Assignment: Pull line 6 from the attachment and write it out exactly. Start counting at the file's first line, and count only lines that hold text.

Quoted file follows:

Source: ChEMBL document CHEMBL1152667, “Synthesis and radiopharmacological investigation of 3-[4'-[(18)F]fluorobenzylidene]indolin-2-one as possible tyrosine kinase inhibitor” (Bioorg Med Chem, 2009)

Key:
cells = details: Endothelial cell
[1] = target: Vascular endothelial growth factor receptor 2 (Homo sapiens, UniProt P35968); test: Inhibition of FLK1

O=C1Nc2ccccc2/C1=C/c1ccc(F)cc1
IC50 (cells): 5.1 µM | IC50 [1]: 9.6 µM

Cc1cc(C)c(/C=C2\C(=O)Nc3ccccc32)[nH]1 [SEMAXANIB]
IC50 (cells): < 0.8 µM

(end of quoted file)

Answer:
IC50 (cells): 5.1 µM | IC50 [1]: 9.6 µM